ROME — Italy’s Leonardo is seeking industrial partners around the world to get on board its new AW249 attack helicopter as it flies two prototypes, readies two more and brings the platform to the Eurosatory trade show in Paris.

Bigger and faster than the aging Italian army AW129 Mangusta it is set to replace, and the only new attack helicopter now being developed in the West, the AW249 will be able to control unmanned aerial vehicles using large screens and helmet displays inspired by the F-35 combat jet.

“Because of the open architecture and our plan to keep it in service for at least 30 years, we are open to industrial collaboration to allow countries to become partners in the development of specific configurations, customizing equipment systems and localizing production for larger numbers,” a company spokesman told Defense News before Eurosatory.

Potential customers getting their industries involved could hail from Eastern Europe, the Middle East and Latin America, said the spokesman.

The plan recalls how Leonardo, then known as Finmeccanica, licensed the use of the baseline design of the AW129 to Turkey, which beefed up the helicopter and later sold its renamed T-129 to Nigeria and the Philippines.

But the spokesman said Leonardo’s approach was very different this time.

“We are not telling governments to take a baseline and develop their own, we are inviting customers to join us from an industrial perspective,” he said.

Weighing in at 8.3 tonnes, the new AW249 is nearly double the 4.35 tonne maximum take-off weight of its predecessor while its top speed of 155 knots (178 miles per hour) outstrips the 126 knots of the AW129.

“What we have kept is the agility, the maneuverability, while adding capabilities,” said the spokesman.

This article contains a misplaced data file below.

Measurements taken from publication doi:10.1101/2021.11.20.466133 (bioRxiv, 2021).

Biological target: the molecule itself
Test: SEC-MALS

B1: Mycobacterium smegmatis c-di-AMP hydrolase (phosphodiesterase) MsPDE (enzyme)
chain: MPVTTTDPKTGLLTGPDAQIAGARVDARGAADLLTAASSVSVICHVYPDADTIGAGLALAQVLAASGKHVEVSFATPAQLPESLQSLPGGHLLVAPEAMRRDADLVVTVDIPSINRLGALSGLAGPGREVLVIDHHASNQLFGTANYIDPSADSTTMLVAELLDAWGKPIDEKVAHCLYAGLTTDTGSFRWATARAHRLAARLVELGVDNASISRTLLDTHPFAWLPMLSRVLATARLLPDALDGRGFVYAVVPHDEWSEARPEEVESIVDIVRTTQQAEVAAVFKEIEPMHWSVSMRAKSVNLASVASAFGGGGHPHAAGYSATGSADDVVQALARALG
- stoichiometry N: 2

Armaments include guided and unguided 70mm rockets, air-to-air infrared guided missiles and air-to-ground radio frequency or fiberoptic guided missiles, while the AW249 pilot will be able to task UAVs, control their payload and view images they send.

Discussions on allowing the heliopter to control loitering munitions are underway with the Italian Army, which will be the launch customer for the AW249 with first deliveries in 2027.

Getting in step with fifth-generation technology, the helicopter will feature a 20-inch display for the pilot and co-pilot, with the choice of putting up video and data on the screen or on the helmet display.

Leonardo officials said pilots will be able to put a map up in their visor, but out of vision so it enters the pilot’s visor display when the pilot turns their head.

Swapping data between screen and helmet also applies to sensor fusion data, which is built using sensors including infra-red imaging, radar, LiDAR, or Light Detection and Ranging radar, a low light camera and satellite terrain images.

The platform is nearing readiness after Italian defense and Air Force officials became seriously interested in the coaxial rotor technology used on Lockheed Martin’s Defiant-X. That enthusiasm has now waned since the Defiant-X lost out in the US Army’s Future Long Range Assault Aircraft program (FLRAA) program in 2022, and then saw its next hope for adoption, the U.S. Future Attack Reconnaissance Aircraft program, cancelled.

That, according to Leonardo officials, vindicates the firm’s decision to stick with conventional designs like the AW249, while adding new capabilities.

“The U.S. decision reinforces our road map,” said the spokesman.

“Whatever industry decides to develop to meet national requirements that involves different architecture, the cancellation of FARA is moving it far to the right,” he said.

Tom Kington is the Italy correspondent for Defense News.

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